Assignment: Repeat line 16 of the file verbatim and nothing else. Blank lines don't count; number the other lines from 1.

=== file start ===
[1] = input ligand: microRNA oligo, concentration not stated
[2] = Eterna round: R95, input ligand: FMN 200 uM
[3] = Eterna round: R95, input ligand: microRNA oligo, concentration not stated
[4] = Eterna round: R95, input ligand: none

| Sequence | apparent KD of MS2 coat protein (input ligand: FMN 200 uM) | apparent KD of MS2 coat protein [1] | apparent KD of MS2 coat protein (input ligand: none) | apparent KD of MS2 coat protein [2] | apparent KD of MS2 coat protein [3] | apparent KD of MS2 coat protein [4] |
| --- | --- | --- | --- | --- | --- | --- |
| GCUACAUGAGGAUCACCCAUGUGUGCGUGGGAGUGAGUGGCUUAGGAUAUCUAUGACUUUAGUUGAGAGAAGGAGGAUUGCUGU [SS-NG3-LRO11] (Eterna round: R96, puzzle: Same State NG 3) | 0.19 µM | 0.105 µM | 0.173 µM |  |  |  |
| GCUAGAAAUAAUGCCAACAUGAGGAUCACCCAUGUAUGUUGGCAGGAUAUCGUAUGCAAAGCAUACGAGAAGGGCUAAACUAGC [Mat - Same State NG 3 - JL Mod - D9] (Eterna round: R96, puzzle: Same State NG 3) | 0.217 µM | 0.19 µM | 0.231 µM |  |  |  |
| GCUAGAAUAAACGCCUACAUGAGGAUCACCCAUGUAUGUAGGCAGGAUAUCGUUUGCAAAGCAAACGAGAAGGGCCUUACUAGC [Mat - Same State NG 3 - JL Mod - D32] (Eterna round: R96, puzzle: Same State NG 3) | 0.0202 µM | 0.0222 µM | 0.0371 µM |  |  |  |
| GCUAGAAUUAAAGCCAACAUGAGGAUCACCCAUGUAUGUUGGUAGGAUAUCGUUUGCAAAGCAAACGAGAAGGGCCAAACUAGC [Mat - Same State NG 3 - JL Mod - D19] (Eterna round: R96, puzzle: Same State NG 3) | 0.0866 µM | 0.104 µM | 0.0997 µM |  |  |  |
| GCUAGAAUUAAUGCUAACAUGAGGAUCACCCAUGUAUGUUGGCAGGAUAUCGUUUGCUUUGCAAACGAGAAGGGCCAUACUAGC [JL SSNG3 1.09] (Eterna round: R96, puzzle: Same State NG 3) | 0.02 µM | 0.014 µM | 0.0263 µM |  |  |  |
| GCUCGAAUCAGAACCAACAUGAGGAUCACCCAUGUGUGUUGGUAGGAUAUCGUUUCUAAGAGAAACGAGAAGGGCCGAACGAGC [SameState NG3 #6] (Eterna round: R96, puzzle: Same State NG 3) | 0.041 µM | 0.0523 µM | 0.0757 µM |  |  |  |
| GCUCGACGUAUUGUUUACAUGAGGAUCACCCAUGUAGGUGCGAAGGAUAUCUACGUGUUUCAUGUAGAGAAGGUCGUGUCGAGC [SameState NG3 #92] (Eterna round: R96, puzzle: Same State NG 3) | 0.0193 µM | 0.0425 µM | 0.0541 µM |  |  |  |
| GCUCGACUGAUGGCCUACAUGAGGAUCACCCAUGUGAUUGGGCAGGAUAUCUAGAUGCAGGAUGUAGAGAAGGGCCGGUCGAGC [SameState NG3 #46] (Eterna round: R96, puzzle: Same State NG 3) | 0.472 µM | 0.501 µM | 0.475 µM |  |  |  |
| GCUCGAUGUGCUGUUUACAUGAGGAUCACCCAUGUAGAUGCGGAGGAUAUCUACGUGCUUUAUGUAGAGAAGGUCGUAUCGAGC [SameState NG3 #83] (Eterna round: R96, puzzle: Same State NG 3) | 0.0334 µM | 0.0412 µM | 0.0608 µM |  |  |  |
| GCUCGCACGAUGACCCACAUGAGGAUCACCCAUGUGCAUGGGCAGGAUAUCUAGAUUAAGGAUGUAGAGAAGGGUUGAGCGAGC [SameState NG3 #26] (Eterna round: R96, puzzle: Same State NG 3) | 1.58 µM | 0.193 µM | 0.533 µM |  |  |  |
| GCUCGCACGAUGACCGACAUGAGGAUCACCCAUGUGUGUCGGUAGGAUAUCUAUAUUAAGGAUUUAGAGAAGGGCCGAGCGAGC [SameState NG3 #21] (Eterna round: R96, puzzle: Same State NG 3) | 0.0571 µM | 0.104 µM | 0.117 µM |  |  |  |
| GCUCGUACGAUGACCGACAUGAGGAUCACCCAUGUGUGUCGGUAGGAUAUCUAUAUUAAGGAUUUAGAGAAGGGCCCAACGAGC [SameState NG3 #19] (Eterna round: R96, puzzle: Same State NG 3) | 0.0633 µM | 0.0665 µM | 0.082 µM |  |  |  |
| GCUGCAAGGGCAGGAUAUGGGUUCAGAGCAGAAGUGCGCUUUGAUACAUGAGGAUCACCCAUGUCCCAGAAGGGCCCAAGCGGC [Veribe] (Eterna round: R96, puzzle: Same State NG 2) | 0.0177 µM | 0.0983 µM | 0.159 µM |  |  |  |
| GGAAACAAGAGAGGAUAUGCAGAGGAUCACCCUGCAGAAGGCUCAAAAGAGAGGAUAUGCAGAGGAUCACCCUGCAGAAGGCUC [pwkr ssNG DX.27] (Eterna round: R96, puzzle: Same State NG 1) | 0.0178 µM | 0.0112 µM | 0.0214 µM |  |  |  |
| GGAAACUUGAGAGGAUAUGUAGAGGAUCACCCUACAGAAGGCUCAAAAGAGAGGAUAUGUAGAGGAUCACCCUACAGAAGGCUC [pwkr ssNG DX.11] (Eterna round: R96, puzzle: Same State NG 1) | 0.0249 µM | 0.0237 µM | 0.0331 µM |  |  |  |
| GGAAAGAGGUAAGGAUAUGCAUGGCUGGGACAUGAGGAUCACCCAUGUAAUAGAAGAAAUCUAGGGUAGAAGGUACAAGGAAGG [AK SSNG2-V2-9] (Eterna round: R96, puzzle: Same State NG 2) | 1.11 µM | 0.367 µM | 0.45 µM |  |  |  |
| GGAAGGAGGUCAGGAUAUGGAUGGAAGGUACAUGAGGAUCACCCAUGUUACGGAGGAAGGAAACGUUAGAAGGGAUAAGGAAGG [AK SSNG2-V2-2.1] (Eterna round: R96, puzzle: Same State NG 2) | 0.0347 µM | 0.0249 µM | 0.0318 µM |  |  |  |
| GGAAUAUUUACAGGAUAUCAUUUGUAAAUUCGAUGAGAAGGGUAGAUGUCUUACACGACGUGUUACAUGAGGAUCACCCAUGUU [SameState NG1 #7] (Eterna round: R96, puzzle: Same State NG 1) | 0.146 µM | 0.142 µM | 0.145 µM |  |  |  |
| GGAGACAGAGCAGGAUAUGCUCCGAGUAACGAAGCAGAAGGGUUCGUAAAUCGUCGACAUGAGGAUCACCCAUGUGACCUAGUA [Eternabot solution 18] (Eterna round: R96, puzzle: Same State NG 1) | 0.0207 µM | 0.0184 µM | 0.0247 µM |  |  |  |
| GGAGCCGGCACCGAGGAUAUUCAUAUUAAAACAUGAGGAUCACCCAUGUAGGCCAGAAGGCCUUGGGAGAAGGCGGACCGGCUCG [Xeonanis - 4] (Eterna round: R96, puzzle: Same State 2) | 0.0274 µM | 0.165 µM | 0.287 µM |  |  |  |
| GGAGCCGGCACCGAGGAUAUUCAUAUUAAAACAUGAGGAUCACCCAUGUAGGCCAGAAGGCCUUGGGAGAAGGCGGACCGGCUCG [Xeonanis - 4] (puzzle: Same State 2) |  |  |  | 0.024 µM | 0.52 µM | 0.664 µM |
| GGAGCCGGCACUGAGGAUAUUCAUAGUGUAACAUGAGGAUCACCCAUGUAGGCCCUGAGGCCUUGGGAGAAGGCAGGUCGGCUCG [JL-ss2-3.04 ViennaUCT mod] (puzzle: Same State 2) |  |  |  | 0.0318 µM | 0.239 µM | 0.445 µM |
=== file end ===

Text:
| GCUCGCACGAUGACCCACAUGAGGAUCACCCAUGUGCAUGGGCAGGAUAUCUAGAUUAAGGAUGUAGAGAAGGGUUGAGCGAGC [SameState NG3 #26] (Eterna round: R96, puzzle: Same State NG 3) | 1.58 µM | 0.193 µM | 0.533 µM |  |  |  |